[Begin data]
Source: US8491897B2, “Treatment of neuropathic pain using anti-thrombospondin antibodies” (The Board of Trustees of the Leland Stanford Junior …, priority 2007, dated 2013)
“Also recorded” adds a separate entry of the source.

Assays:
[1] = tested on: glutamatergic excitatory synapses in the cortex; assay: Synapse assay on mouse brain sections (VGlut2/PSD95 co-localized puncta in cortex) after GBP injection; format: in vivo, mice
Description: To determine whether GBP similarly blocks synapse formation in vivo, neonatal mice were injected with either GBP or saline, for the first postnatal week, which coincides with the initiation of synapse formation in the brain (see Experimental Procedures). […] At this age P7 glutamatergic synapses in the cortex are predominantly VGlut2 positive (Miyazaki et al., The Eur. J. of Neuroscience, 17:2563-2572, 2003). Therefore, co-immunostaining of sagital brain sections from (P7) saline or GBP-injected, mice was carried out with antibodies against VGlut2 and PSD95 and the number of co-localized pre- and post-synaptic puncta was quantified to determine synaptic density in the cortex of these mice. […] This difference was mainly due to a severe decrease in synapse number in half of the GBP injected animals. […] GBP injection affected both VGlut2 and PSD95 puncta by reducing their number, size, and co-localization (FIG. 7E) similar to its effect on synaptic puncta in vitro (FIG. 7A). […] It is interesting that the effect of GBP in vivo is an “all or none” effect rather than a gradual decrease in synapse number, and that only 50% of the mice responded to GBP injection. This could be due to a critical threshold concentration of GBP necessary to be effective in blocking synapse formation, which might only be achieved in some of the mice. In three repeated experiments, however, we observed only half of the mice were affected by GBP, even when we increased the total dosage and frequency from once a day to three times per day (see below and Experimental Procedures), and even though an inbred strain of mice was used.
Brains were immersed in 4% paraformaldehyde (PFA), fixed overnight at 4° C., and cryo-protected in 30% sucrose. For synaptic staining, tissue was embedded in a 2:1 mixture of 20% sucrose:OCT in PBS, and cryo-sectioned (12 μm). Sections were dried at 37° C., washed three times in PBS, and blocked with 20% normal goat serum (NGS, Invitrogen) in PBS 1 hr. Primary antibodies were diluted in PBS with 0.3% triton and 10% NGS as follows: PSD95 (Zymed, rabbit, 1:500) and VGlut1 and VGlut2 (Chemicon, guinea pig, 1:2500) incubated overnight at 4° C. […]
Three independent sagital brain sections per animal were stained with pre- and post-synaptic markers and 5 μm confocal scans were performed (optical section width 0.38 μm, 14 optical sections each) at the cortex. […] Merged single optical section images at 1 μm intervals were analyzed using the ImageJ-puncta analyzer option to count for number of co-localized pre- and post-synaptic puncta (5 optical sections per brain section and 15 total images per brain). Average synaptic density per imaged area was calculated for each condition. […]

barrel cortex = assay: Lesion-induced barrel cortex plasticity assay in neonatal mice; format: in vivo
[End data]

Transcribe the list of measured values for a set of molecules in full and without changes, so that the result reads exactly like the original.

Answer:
Source: US8491897B2, “Treatment of neuropathic pain using anti-thrombospondin antibodies” (The Board of Trustees of the Leland Stanford Junior …, priority 2007, dated 2013)
“Also recorded” adds a separate entry of the source.

Assays:
[1] = tested on: glutamatergic excitatory synapses in the cortex; assay: Synapse assay on mouse brain sections (VGlut2/PSD95 co-localized puncta in cortex) after GBP injection; format: in vivo, mice
Description: To determine whether GBP similarly blocks synapse formation in vivo, neonatal mice were injected with either GBP or saline, for the first postnatal week, which coincides with the initiation of synapse formation in the brain (see Experimental Procedures). […] At this age P7 glutamatergic synapses in the cortex are predominantly VGlut2 positive (Miyazaki et al., The Eur. J. of Neuroscience, 17:2563-2572, 2003). Therefore, co-immunostaining of sagital brain sections from (P7) saline or GBP-injected, mice was carried out with antibodies against VGlut2 and PSD95 and the number of co-localized pre- and post-synaptic puncta was quantified to determine synaptic density in the cortex of these mice. […] This difference was mainly due to a severe decrease in synapse number in half of the GBP injected animals. […] GBP injection affected both VGlut2 and PSD95 puncta by reducing their number, size, and co-localization (FIG. 7E) similar to its effect on synaptic puncta in vitro (FIG. 7A). […] It is interesting that the effect of GBP in vivo is an “all or none” effect rather than a gradual decrease in synapse number, and that only 50% of the mice responded to GBP injection. This could be due to a critical threshold concentration of GBP necessary to be effective in blocking synapse formation, which might only be achieved in some of the mice. In three repeated experiments, however, we observed only half of the mice were affected by GBP, even when we increased the total dosage and frequency from once a day to three times per day (see below and Experimental Procedures), and even though an inbred strain of mice was used.
Brains were immersed in 4% paraformaldehyde (PFA), fixed overnight at 4° C., and cryo-protected in 30% sucrose. For synaptic staining, tissue was embedded in a 2:1 mixture of 20% sucrose:OCT in PBS, and cryo-sectioned (12 μm). Sections were dried at 37° C., washed three times in PBS, and blocked with 20% normal goat serum (NGS, Invitrogen) in PBS 1 hr. Primary antibodies were diluted in PBS with 0.3% triton and 10% NGS as follows: PSD95 (Zymed, rabbit, 1:500) and VGlut1 and VGlut2 (Chemicon, guinea pig, 1:2500) incubated overnight at 4° C. […]
Three independent sagital brain sections per animal were stained with pre- and post-synaptic markers and 5 μm confocal scans were performed (optical section width 0.38 μm, 14 optical sections each) at the cortex. […] Merged single optical section images at 1 μm intervals were analyzed using the ImageJ-puncta analyzer option to count for number of co-localized pre- and post-synaptic puncta (5 optical sections per brain section and 15 total images per brain). Average synaptic density per imaged area was calculated for each condition. […]

barrel cortex = assay: Lesion-induced barrel cortex plasticity assay in neonatal mice; format: in vivo